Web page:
Chapter 5: The Flag of the World
In chapter five, Chesterton realizes that Christianity is the answer to the riddle of the world. It comes as a surprise to him, but it is a relief as well. He opens the chapter with wondering if it is an apt description to divide the world into optimists and pessimists. He decides it is not.
Chesterton observes that a better description of man’s situation in the world is that of the patriot. We are citizens of the world and must fight under its flag. We do not have a choice in this matter, for we cannot choose against being a citizen of the world. It doesn’t do much good to simply complain about the awful state of the world and so seek its destruction. We, like the patriot, are motivated to make our homeland better. We have a stake in its success. We have a sort of national pride in being a part of humanity just as a patriot is proud of his nation, even when his government fails him. In fact, a true patriot, according to Chesterton, seeks reform to transform his nation, if need be, in order to preserve it. Likewise, we live under the flag of the world. We cannot merely be pessimistic for we need our world to succeed.
In patriotism, men unite in seeking to preserve something important: their city or their religion. He writes,
“They fought for the shrine, and found they had become courageous. They did not cultivate cleanliness. They purified themselves for the altar, and found that they were clean.”Morality is not so much the aim as it is the result. In fact, Chesterton suggests that men banded together in social contract not to preserve kindness and order among themselves, but to work together to protect their holy place.
The issue of patriotism is a contentious one in America today. Are you a patriot if you condemn your nation’s foreign policy? Is it treason or is it patriotism? Chesterton would say it is patriotism.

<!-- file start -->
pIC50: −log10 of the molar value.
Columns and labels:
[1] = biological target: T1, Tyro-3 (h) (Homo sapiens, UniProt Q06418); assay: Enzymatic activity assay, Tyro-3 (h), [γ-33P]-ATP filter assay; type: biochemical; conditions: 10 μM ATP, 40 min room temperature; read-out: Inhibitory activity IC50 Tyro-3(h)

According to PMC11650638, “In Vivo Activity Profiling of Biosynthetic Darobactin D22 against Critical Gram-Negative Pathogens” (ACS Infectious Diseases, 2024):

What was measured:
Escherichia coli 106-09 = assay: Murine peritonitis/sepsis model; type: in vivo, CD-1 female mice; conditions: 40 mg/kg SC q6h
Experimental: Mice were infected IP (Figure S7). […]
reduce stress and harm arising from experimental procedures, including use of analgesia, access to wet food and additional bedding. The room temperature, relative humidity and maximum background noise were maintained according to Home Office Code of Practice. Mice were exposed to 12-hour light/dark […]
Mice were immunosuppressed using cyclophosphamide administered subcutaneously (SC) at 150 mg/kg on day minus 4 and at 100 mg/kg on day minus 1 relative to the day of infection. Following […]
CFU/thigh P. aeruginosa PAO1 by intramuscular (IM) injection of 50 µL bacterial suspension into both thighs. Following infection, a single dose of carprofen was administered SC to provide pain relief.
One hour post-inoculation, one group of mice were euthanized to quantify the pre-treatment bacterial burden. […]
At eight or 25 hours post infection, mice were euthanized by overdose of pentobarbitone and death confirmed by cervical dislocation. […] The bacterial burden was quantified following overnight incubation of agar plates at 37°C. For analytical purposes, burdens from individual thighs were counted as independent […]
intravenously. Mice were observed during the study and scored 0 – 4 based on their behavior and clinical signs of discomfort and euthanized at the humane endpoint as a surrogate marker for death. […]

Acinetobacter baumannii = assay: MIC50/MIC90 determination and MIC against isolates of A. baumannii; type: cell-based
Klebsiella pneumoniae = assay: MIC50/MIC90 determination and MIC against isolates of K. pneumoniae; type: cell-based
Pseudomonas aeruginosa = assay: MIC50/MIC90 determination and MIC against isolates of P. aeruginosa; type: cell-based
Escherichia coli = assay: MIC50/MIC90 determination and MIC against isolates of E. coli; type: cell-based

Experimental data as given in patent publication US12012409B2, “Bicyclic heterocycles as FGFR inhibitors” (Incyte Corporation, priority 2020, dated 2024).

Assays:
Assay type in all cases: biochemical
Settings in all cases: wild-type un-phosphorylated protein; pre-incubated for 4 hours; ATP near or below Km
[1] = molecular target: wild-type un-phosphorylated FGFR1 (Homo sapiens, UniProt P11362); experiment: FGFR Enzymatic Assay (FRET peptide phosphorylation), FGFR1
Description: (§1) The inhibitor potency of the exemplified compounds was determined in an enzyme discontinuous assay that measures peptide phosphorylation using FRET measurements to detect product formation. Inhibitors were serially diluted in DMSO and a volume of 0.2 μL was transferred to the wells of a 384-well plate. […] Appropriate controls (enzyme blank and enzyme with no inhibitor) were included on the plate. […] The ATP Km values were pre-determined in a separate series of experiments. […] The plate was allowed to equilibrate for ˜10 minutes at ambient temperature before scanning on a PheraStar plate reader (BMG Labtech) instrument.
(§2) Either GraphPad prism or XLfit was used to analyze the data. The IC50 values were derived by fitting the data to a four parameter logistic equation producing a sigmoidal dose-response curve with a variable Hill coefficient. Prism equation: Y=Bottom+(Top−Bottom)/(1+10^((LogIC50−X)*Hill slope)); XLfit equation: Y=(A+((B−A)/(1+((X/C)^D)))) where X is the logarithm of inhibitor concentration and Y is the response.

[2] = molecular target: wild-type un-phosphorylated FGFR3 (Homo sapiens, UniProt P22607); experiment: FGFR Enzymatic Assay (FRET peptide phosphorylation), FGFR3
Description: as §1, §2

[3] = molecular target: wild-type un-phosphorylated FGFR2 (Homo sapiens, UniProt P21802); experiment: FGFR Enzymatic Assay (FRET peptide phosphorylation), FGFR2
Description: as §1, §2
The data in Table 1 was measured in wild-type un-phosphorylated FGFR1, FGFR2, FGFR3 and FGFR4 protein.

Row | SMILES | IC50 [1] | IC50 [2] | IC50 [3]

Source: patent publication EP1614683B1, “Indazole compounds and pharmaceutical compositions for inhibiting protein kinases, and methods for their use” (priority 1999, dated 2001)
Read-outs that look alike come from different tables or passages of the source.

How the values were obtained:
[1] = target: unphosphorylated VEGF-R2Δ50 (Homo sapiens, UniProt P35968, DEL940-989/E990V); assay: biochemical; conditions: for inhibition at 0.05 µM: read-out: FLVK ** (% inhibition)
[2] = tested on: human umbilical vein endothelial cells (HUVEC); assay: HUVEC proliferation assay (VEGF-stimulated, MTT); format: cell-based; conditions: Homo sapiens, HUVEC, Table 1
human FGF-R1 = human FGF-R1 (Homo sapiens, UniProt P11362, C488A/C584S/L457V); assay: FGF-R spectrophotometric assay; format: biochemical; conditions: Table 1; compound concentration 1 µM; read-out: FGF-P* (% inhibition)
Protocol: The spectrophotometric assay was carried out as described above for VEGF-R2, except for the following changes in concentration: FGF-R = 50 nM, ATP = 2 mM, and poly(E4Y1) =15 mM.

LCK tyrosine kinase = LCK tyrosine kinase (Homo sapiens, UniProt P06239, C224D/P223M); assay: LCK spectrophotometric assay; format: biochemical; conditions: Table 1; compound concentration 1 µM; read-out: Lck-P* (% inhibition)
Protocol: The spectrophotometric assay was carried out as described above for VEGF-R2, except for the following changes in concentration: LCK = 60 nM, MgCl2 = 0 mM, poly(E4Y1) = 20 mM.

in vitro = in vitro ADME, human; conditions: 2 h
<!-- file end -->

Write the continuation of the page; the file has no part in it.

“A man who says that no patriot should attack the Boer War until it is over is not worth answering intelligently; he is saying that no good son should warn his mother off a cliff until she has fallen over it.”And yet, the critic is not completely off the hook.
“But there is an anti-patriot who honestly angers honest men, and the explanation of him is, I think, what I have suggested: he is the uncandid candid friend; the man who says, ‘I am sorry to say we are ruined,’ and is not sorry at all. And he may be said, without rhetoric, to be a traitor; for he is using that ugly knowledge that was allowed him to strengthen the army to discourage people from joining it.”
But what, you wonder, does this have to do with Christianity? Chesterton is using the concept of patriotism as a parallel in understanding the predicament of our place in the world.
“We must say there is a primal loyalty to life: the only question is, shall it be a natural or a supernatural loyalty? If you like to put it so, shall it be reasonable or an unreasonable loyalty?”Chesterton is helping us see the puzzle of life, for we must see that puzzle before we are convinced that Christianity is the solution.
Only the man who loves the world unconditionally—without a reason—is willing to take the time to reform it. Think of the faithful wife, Chesterton suggests. She is “ready to defend [her man] through thick and thin” but privately will be “morbidly lucid about the thinness of his excuses or the thickness of his head. A man’s friend likes him, but leaves him as he is: his wife loves him and is always trying to turn him into somebody else.”
But what about these irrational optimists? Are they willing to die for the cause? And with this thought Chesterton turns to the suicide/martyrdom riddle.
Suicide, the taking of one’s own life, and martyrdom, the giving of one’s own life, are very similar. Some “free thinkers,” in fact, suggest that they are the same, according to Chesterton. Moderns were no longer willing to condemn suicide, Chesterton observes. And yet this doesn’t seem to ring true to Chesterton. He writes,